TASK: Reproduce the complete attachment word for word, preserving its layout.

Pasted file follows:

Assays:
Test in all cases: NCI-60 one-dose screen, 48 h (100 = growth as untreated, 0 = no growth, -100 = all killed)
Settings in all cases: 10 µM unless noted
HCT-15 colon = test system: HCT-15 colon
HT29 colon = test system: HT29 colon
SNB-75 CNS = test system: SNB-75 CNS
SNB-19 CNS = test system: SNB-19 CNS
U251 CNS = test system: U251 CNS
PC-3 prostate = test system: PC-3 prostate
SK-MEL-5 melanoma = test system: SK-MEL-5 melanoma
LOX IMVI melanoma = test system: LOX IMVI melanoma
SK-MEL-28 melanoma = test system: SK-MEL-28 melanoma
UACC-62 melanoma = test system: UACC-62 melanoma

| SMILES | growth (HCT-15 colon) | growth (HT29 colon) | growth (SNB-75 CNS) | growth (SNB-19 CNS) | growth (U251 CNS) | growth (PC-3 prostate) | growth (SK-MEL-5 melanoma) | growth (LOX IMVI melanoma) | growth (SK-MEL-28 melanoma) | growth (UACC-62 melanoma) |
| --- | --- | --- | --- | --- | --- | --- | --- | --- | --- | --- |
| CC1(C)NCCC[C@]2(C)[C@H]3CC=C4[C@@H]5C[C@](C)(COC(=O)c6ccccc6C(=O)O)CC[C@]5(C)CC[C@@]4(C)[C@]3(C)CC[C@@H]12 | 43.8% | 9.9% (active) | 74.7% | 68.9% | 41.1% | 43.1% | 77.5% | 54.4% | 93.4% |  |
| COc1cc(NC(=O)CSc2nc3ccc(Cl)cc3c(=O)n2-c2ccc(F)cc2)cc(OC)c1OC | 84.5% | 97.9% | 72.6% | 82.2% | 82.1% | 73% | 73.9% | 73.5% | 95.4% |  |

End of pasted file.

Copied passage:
Assays:
Test in all cases: NCI-60 one-dose screen, 48 h (100 = growth as untreated, 0 = no growth, -100 = all killed)
Settings in all cases: 10 µM unless noted
HCT-15 colon = test system: HCT-15 colon
HT29 colon = test system: HT29 colon
SNB-75 CNS = test system: SNB-75 CNS
SNB-19 CNS = test system: SNB-19 CNS
U251 CNS = test system: U251 CNS
PC-3 prostate = test system: PC-3 prostate
SK-MEL-5 melanoma = test system: SK-MEL-5 melanoma
LOX IMVI melanoma = test system: LOX IMVI melanoma
SK-MEL-28 melanoma = test system: SK-MEL-28 melanoma
UACC-62 melanoma = test system: UACC-62 melanoma

| SMILES | growth (HCT-15 colon) | growth (HT29 colon) | growth (SNB-75 CNS) | growth (SNB-19 CNS) | growth (U251 CNS) | growth (PC-3 prostate) | growth (SK-MEL-5 melanoma) | growth (LOX IMVI melanoma) | growth (SK-MEL-28 melanoma) | growth (UACC-62 melanoma) |
| --- | --- | --- | --- | --- | --- | --- | --- | --- | --- | --- |
| CC1(C)NCCC[C@]2(C)[C@H]3CC=C4[C@@H]5C[C@](C)(COC(=O)c6ccccc6C(=O)O)CC[C@]5(C)CC[C@@]4(C)[C@]3(C)CC[C@@H]12 | 43.8% | 9.9% (active) | 74.7% | 68.9% | 41.1% | 43.1% | 77.5% | 54.4% | 93.4% |  |
| COc1cc(NC(=O)CSc2nc3ccc(Cl)cc3c(=O)n2-c2ccc(F)cc2)cc(OC)c1OC | 84.5% | 97.9% | 72.6% | 82.2% | 82.1% | 73% | 73.9% | 73.5% | 95.4% |  |